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White Wings Vol II. Founding Of The Provinces And Old-Time Shipping. Passenger Ships From 1840 To 1885

The William Bryan

The William Bryan.

Excellent arrangements were made for sending out the settlers in batches. Six barques were chartered, and it is most refreshing to read of these well-found craft and the satisfactory provisioning, for in the later stories of the immigrant ships one so often comes upon a well-deserved growl about "old tubs" and "salt horse."

The first barque that left England under the company's scheme was the William Bryan, 312 tons, Captain Maclean, which brought out 148 passengers, including 70 children. In his interesting pamphlet, "Taranaki, 1840-1842," Mr. W. H. Skinner gives interesting details connected with the charter of the William Bryan and a number of the other ships that brought out Taranaki pioneers. This barque had been engaged in the West Indian trade. She was chartered by her owners, Domett and England, of London, at the rate of £5 2/6 per ton, which works out at just under £1600 for the voyage. In addition the charterers were to allow the owners £60 a head for victualling the cabin passengers, £40 for intermediate or second cabin passengers, and £18 15/ for the steerage passengers. The ship was bound to carry a surgeon and the manning was on the scale of five men and one boy to every 100 tons registered. It is interesting to know that the lower deck, where the emigrants lived, was only 105 feet 3 inches long, and the headroom or height of the ceiling from the deck was just over 6 feet at the for'ard end, 5 feet 11 inches at the main hatchway, and 7 feet at the stern post. And that was all the room there was for 148 people, including 70 children.

The William Bryan left Plymouth on November 19, 1840. Prior to their departure the emigrants were entertained at a lunch, the Earl of Devon presiding, and at this historic gathering Mr. Gibbon Wake-field, of New Zealand Land Company fame, made the dramatic announcement that the previous day's London "Gazette" contained a proclamation that Captain Hobson had taken possession of New Zealand in the name of the British Government. This reminds us that when the New Zealand Land Company began its preparations for colonisation the country was not even British soil.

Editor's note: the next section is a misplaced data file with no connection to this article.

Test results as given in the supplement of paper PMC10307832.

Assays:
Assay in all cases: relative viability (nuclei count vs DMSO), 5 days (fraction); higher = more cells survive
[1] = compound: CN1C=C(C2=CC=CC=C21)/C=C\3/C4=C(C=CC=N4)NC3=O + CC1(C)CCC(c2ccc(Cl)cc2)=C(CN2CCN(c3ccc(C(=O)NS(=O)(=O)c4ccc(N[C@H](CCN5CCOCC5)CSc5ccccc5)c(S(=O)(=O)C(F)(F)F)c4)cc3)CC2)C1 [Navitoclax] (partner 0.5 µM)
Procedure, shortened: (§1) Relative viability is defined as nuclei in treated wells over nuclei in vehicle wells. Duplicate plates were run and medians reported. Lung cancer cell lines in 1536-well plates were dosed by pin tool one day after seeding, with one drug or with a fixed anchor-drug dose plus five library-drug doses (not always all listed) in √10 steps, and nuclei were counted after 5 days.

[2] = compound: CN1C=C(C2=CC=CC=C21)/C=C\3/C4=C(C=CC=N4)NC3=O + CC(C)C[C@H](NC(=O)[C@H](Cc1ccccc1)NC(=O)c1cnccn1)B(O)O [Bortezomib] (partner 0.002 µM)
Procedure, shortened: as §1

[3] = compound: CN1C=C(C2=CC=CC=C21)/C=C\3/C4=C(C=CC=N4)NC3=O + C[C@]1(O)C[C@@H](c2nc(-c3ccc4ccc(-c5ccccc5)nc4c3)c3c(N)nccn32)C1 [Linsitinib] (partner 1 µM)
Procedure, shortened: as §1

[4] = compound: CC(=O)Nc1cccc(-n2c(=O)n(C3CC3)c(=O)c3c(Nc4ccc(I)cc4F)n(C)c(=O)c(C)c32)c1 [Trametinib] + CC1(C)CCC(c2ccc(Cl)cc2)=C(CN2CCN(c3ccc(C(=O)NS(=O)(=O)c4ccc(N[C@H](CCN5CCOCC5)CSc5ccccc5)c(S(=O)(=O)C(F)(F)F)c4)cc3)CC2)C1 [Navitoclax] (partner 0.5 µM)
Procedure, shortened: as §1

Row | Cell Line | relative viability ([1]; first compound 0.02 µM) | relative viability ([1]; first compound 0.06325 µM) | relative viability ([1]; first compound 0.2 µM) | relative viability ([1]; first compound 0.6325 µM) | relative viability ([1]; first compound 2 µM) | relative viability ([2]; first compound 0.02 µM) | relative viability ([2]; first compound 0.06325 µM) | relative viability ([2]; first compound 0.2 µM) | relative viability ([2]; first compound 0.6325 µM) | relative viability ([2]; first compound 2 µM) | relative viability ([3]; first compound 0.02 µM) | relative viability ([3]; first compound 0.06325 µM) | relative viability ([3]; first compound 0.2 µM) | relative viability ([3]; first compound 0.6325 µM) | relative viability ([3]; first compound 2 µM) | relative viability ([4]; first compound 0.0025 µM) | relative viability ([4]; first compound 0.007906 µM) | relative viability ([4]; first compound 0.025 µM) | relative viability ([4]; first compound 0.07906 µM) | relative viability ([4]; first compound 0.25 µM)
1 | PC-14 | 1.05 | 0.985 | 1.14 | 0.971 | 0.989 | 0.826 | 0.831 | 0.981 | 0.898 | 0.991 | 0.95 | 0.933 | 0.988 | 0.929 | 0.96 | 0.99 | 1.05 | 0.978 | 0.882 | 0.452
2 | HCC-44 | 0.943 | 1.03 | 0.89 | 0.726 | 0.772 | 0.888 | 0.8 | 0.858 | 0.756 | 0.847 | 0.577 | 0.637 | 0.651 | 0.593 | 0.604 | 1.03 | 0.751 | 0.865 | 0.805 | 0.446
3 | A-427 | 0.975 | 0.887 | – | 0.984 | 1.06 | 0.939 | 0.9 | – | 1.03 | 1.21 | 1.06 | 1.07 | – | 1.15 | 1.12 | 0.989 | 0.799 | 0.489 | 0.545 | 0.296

After an uneventful passage of four months the William Bryan anchored in Port Underwood on March 20, everybody on board being in excellent health, thanks to the good food, and the care taken by the ship's surgeon, Dr. Weeks. The vessel remained, at Port Underwood for a week. An account of the voyage mentions that "the emigrants had dined al fresco for nearly two months on deck, as very little rain fell during the passage." It was at Port Underwood that the newcomers saw their first Maoris, and the tattooed faces struck them as being very strange indeed. It was there also that they heard of the selection of Taranaki as the site of the future settlement. It page 50 was out of the way, and there was nothing in the shape of a harbour, so it is not surprising the people began to murmur; they thought their interests were being sacrificed for the sake of those of the New Zealand Land Company. However, the assurance that Taranaki was known as "the Garden of New Zealand" brought some consolation.

Leaving Port Underwood on March 28, the barque two days later anchored off the Sugar Loaves, about a mile and a-half off shore. Next day the passengers were landed on the Moturoa Beach, and by April 6 the ship was cleared of all her cargo and the livestock that had been brought out from the Old Land. Everything had to be boated ashore, and in the early days we hear of many exciting adventures in the surf. Although the passengers and their luggage and the bulk of the food-stuffs were landed on the Moturoa Beach, the sections of the company's storehouse and the agent's residence were rafted along the coast and landed in the bay in front of Mount Eliot (where the railway station now stands). This locality was in the early days known as "Port Eliot," being named after the place of the same name on the Tamar in the Old Country.

Landed in a strange country, among savages, the first settlers felt very desolate after leaving the well-ordered ship, and the women were particularly down-hearted. More than half the passengers were women and children, and the women felt keenly the lack of privacy of those first days ashore. Tents had been run up, and there were also several raupo whares that had been erected for the family of "Dickey" Barrett, and in these the people were quartered. Barrett, an ex-whaler, was a noted character of early Taranaki. He was a powerful, frank sort of fellow, and seems to have been a sort of general cicerone to the first settlers. In these tents and whares there was no privacy whatever for the Englishwomen, and they used to lie down in their clothes at night, never thinking of undressing. The weather, fortunately, was fine, and eventually matters were straightened out, but it was a rough entry into the new life, and small wonder that some tears were shed, and some of the travellers sighed for the combes and lanes of their own peaceful West Country.